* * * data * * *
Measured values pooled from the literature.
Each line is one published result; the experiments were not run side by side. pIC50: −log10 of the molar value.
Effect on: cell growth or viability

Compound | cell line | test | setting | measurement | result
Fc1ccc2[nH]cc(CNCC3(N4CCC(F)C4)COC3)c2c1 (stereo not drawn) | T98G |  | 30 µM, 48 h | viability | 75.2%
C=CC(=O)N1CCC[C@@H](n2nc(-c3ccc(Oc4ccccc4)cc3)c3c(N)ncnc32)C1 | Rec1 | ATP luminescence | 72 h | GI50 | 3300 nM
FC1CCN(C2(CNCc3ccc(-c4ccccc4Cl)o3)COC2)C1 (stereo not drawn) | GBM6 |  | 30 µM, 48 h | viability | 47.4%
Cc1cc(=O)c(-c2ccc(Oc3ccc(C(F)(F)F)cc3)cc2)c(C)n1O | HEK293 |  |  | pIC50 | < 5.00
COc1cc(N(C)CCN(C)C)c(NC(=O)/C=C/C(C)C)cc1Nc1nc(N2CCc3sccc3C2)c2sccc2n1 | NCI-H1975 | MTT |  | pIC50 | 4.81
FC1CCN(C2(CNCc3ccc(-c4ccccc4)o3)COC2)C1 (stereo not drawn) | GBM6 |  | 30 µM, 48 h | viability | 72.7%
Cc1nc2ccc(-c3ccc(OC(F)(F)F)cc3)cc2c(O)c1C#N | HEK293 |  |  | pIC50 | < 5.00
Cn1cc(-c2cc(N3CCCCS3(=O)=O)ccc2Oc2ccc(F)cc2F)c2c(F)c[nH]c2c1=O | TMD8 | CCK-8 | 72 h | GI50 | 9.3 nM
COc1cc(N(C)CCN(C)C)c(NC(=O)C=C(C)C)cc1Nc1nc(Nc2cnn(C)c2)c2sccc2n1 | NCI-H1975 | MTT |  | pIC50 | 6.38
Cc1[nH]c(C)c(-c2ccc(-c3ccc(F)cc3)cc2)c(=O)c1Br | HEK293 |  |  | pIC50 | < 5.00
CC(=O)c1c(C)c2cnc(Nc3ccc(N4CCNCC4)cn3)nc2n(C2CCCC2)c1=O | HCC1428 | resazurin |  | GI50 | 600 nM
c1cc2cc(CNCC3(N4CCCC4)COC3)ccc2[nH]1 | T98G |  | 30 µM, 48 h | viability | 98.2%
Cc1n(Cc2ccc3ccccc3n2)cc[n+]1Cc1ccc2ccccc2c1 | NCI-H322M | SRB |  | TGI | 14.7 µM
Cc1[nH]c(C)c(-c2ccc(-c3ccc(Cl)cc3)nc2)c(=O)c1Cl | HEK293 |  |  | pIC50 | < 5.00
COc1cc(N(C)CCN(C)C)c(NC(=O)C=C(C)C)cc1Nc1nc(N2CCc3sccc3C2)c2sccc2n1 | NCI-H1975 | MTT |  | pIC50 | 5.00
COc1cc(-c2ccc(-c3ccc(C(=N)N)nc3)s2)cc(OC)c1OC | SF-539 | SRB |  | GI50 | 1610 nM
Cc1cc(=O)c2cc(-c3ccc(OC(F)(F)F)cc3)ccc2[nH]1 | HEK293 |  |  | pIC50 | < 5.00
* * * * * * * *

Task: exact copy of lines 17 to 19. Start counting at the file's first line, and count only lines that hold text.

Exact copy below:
Cc1n(Cc2ccc3ccccc3n2)cc[n+]1Cc1ccc2ccccc2c1 | NCI-H322M | SRB |  | TGI | 14.7 µM
Cc1[nH]c(C)c(-c2ccc(-c3ccc(Cl)cc3)nc2)c(=O)c1Cl | HEK293 |  |  | pIC50 | < 5.00
COc1cc(N(C)CCN(C)C)c(NC(=O)C=C(C)C)cc1Nc1nc(N2CCc3sccc3C2)c2sccc2n1 | NCI-H1975 | MTT |  | pIC50 | 5.00